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Integrating Resource Management

Soil Microbial Ecology Research

Our research aims to understand the complex ecology of soil, with the objective of developing practical ways to manage soil biology towards improved plant production for our growers.

Scientists now use DNA technology to investigate soils. An important insight gained from this approach is recognising the enormous biodiversity of soil microflora, and the huge part they play in Earth ecosystems.  The genetic potential of soils was long known to medicine, where so many important drugs were discovered and which, once understood and developed, prolonged life. Finding a vast new extent to the domain of soil biology creates a new challenge.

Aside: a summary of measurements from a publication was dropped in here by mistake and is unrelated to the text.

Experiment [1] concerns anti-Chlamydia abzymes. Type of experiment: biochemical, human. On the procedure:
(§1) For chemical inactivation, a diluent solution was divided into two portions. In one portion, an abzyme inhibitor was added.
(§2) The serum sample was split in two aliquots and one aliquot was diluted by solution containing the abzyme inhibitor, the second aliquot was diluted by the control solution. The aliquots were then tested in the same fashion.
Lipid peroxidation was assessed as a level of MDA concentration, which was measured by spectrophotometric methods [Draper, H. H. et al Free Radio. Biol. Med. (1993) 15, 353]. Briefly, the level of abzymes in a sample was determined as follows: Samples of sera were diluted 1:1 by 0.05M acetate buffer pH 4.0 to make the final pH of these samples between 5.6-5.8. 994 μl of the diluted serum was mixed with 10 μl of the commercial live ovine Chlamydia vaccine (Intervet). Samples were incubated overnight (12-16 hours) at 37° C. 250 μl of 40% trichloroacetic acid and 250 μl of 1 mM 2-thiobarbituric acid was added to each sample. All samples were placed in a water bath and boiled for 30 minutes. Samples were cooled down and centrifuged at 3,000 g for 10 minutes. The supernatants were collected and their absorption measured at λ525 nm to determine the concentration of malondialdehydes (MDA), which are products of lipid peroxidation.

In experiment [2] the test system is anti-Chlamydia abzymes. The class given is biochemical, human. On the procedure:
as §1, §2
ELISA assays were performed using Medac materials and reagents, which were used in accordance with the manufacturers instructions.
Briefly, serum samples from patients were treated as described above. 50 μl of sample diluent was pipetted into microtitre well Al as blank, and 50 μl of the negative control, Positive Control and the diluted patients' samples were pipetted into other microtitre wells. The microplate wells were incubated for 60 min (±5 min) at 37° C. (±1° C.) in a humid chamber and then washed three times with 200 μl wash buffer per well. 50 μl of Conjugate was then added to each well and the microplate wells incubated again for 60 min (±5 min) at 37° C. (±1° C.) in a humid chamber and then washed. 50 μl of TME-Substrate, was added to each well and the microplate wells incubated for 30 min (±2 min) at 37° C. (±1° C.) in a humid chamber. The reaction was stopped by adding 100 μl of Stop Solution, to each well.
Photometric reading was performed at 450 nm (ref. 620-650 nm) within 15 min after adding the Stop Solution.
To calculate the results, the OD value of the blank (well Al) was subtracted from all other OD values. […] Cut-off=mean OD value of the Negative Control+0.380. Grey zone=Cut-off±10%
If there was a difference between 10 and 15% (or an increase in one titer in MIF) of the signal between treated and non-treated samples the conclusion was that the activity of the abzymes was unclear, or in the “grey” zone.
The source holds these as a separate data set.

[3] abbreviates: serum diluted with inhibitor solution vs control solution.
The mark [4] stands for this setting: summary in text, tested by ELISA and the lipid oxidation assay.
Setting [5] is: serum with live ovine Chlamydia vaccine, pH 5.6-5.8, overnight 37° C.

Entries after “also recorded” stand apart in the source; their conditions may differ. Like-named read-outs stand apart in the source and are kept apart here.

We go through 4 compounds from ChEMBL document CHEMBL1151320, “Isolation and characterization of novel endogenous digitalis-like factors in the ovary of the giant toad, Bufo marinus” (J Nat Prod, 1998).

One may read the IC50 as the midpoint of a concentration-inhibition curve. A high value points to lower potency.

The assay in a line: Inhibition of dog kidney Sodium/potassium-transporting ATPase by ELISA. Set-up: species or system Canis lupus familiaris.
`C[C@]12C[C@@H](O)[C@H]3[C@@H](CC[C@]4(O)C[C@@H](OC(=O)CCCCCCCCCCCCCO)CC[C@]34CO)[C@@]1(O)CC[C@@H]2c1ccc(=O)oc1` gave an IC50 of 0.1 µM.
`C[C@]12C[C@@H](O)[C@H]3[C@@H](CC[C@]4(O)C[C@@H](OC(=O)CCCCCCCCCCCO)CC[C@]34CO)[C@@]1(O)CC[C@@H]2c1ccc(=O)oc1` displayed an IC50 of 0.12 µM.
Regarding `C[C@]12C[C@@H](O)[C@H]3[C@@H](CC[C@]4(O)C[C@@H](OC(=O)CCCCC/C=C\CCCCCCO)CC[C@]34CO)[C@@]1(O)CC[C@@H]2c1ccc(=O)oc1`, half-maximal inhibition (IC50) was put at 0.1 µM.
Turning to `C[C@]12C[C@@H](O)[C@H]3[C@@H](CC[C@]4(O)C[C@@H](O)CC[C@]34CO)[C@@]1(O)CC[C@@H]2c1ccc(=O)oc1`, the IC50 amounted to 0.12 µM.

Bioscience is not bewildered by this challenge. Our leading scientists have more than 50 years combined experience in soil and life sciences using DNA methods and other advanced technology. Our approach relies on the well established principles of ecology to focus on the dynamics of the system rather than on individual players.

Using a systems approach, we have developed analytical methods which provide rich information on how soil biology changes in space and time, and how this influences plant productivity. We archive all of the soil DNA we have recovered to have one of Australia’s largest collections. The majority of our samples come from farms, where the history of crop productivity and soil chemistry is recorded, but we can compare it to a wide range of natural and pristine environments, and to paddocks which have problems like disease, acidity or non-wetting soils.